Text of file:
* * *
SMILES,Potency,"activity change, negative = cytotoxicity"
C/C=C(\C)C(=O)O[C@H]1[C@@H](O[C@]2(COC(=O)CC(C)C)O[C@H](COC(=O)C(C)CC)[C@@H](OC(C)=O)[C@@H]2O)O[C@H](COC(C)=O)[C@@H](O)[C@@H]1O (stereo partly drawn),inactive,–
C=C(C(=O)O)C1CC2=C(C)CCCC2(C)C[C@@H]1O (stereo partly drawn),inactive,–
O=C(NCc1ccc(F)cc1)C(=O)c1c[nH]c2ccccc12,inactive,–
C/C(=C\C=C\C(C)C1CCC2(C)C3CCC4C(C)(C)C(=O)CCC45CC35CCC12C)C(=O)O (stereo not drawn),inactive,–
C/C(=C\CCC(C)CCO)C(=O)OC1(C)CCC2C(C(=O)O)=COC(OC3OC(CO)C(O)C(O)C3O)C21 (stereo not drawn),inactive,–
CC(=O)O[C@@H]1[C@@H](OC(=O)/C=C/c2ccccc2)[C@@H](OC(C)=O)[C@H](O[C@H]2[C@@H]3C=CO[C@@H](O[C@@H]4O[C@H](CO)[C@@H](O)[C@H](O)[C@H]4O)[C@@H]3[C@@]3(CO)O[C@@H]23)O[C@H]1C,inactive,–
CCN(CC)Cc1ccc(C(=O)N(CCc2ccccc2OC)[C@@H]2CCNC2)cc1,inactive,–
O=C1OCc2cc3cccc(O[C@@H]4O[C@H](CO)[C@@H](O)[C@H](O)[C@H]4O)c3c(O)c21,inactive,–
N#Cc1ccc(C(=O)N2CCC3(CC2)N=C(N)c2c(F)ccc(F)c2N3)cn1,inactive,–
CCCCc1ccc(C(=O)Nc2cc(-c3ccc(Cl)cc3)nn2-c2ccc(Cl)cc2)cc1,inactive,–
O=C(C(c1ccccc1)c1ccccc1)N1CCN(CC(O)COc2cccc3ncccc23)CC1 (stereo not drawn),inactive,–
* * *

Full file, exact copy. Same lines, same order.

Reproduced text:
SMILES,Potency,"activity change, negative = cytotoxicity"
C/C=C(\C)C(=O)O[C@H]1[C@@H](O[C@]2(COC(=O)CC(C)C)O[C@H](COC(=O)C(C)CC)[C@@H](OC(C)=O)[C@@H]2O)O[C@H](COC(C)=O)[C@@H](O)[C@@H]1O (stereo partly drawn),inactive,–
C=C(C(=O)O)C1CC2=C(C)CCCC2(C)C[C@@H]1O (stereo partly drawn),inactive,–
O=C(NCc1ccc(F)cc1)C(=O)c1c[nH]c2ccccc12,inactive,–
C/C(=C\C=C\C(C)C1CCC2(C)C3CCC4C(C)(C)C(=O)CCC45CC35CCC12C)C(=O)O (stereo not drawn),inactive,–
C/C(=C\CCC(C)CCO)C(=O)OC1(C)CCC2C(C(=O)O)=COC(OC3OC(CO)C(O)C(O)C3O)C21 (stereo not drawn),inactive,–
CC(=O)O[C@@H]1[C@@H](OC(=O)/C=C/c2ccccc2)[C@@H](OC(C)=O)[C@H](O[C@H]2[C@@H]3C=CO[C@@H](O[C@@H]4O[C@H](CO)[C@@H](O)[C@H](O)[C@H]4O)[C@@H]3[C@@]3(CO)O[C@@H]23)O[C@H]1C,inactive,–
CCN(CC)Cc1ccc(C(=O)N(CCc2ccccc2OC)[C@@H]2CCNC2)cc1,inactive,–
O=C1OCc2cc3cccc(O[C@@H]4O[C@H](CO)[C@@H](O)[C@H](O)[C@H]4O)c3c(O)c21,inactive,–
N#Cc1ccc(C(=O)N2CCC3(CC2)N=C(N)c2c(F)ccc(F)c2N3)cn1,inactive,–
CCCCc1ccc(C(=O)Nc2cc(-c3ccc(Cl)cc3)nn2-c2ccc(Cl)cc2)cc1,inactive,–
O=C(C(c1ccccc1)c1ccccc1)N1CCN(CC(O)COc2cccc3ncccc23)CC1 (stereo not drawn),inactive,–